“Secretary Ross was not involved with Navigator’s decision to engage in business with Sibur, a publicly traded company, which was not under sanction at the time and is not currently. Moreover, Secretary Ross has never met the Sibur shareholders referenced in this story and, until now, did not know of their relationship,” the spokesperson added.

But the fact Ross is tied to the Paradise Papers is “horrifying,” Brooke Harrington, a certified wealth manager and Copenhagen Business School professor who is the author of ‘Capital without Borders: Wealth Managers and the One Percent,’ told Fox News on Wednesday.

“If he were just a private citizen it would be worrying, but the fact he is of his level is horrifying,” she said. “He will make policies that protect his assets, but [negatively] affects the rest of us.”

Overall, more than a dozen Trump advisers, Cabinet members and major donors were named in the documents, according to the ICIJ.

In addition, the documents also reveal that Madonna has shares in an offshore medical supplies company, and pop singer Bono had shares in a company registered in Malta that invested in a shopping center in Lithuania, the records show, according to the ICIJ. However, the company Bono invested in reportedly closed in 2015.

A spokesperson for Bono said that the singer was a “passive, minority investor” in the company, according to the ICIJ.

Fox News cannot independently verify what the documents reveal because we do not have access to them.

Why are the Paradise Papers controversial?

Having offshore entities is often legal. But according to the ICIJ, the “built-in secrecy” of offshore entities often attracts money launderers, drug traffickers and kleptocrats.

Indeed, “there’s this place called offshore that sort of functions for finance in the same way Ashley Madison functions for sex,” Harrington said. Ashley Madison is an online dating service marketed to people who are married or in relationships.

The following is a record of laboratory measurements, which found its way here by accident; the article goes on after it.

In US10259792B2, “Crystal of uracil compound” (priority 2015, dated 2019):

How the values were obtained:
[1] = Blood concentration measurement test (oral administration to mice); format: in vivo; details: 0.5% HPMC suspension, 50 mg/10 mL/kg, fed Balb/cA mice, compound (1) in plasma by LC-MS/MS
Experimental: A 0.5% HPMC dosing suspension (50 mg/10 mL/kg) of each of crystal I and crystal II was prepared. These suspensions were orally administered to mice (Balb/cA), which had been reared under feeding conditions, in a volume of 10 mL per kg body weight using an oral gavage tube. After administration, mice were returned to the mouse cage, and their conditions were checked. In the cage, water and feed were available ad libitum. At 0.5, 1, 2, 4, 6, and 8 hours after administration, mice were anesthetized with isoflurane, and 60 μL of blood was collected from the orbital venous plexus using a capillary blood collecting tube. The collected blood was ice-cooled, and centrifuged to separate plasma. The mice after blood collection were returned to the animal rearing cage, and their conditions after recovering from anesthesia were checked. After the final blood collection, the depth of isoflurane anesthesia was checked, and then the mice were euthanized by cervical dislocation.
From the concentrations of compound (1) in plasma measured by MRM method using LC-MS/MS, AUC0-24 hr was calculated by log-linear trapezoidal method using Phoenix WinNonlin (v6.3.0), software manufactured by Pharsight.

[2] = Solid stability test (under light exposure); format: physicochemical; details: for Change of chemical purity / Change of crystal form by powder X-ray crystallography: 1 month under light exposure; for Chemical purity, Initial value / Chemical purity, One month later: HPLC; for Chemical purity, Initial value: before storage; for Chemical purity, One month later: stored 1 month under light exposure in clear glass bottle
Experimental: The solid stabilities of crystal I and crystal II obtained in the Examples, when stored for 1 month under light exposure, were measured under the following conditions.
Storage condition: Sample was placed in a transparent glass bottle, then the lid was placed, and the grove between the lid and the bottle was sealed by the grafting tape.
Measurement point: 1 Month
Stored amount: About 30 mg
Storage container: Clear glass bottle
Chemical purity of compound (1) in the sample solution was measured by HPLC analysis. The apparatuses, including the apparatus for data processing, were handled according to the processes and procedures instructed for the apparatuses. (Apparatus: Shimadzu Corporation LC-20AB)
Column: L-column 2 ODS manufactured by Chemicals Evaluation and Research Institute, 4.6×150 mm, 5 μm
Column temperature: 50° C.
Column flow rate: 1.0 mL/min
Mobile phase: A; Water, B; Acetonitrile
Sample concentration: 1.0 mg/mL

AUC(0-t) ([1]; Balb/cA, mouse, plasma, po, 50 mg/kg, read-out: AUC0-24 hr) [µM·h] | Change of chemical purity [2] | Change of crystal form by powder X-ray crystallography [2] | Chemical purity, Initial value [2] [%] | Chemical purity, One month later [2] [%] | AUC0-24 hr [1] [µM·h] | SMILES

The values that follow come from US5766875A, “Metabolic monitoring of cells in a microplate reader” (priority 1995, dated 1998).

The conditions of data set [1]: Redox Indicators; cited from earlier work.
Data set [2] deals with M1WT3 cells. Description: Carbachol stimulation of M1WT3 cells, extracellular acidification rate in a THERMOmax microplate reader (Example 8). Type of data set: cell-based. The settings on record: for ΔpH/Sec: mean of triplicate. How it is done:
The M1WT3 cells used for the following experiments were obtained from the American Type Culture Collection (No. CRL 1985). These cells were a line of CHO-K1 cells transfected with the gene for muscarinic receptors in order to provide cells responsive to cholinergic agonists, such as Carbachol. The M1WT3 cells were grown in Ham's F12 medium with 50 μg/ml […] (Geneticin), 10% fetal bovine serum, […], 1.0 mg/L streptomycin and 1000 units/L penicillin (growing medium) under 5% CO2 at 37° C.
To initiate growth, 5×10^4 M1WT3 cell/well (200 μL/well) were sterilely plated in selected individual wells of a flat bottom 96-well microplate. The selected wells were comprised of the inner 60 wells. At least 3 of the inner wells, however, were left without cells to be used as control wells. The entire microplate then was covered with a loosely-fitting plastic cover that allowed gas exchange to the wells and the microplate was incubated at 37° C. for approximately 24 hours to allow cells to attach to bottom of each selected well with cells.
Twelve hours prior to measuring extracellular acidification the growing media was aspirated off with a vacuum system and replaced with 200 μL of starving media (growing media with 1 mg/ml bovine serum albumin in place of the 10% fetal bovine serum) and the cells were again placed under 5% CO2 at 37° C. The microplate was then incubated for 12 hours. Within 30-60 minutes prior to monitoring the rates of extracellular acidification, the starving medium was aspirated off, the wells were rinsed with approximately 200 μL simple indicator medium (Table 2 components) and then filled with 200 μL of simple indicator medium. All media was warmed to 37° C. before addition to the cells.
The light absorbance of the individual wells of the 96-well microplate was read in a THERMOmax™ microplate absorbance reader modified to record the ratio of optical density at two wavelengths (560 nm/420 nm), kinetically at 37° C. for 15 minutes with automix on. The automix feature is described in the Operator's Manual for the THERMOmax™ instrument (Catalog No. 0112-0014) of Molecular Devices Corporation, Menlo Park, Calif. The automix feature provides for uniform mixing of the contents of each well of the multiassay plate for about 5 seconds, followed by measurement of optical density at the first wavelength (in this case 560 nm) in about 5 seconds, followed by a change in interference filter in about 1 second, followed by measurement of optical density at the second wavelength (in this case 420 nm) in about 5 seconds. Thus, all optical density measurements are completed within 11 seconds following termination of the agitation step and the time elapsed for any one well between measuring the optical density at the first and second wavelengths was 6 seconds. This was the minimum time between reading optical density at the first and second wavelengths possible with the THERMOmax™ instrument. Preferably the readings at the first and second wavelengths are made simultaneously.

“The law doesn't apply to ultra rich people like it does to the rest  of us,” she said. “I called it cheating because it’s not illegal. But like infidelity, it hurts people.”

She explained that when very rich people take their assets offshore, they’re putting themselves outside the reach of laws “they don’t like.”

“If you’re rich enough you can avoid paying taxes and creditors, trade sanctions, and more --  all without technically breaking the laws,” she said, adding that some individuals who live in countries that don’t have income taxes (like Qatar and Kuwait, for example) often use offshoring for inheritance purposes as opposed to tax purposes.

"There’s this place called offshore that sort of functions for finance in the same way Ashley Madison functions for sex."

— Brooke Harrington

Offshoring is also a way for some individuals or companies to do business with Iran in light of the trade embargo, she said.

But Harrington said that when wealthy people have offshore assets, it has many economic and political repercussions for everyday citizens -- like putting a heavier burden on “honest taxpayers,” she said. She compared offshoring to a person who skips out on a bill at a restaurant, thus making everyone else’s share more expensive.

Harrington said that the IRS once estimated that U.S. taxpayers have to pay an extra 15 percent because of the offshoring industry.

“When rich people use this system, they’re ripping us off economically,” she said. “They’re getting the benefits of society but not paying their fair share.”

While offshoring is controversial, it’s typically not illegal, she said. That’s because the asset complies with the local tax law in the country of its residence. However, those financial laws are often drafted by wealth managers to meet the need of their clients -- putting everyone else at a disadvantage.

What's more, governments of small tax havens -- like the Cayman Islands, for example -- like when wealthy people have offshore assets in their countries because it creates economic stability.

“We’re never going to win the fight in conventional way -- solutions will not come in the form of news law,” she said.

However, Harrington does predict there will be more leaks -- which, in her opinion, is good news.

"In an industry that thrives on secrecy, a leak is worth more than 100 investigations,” she said.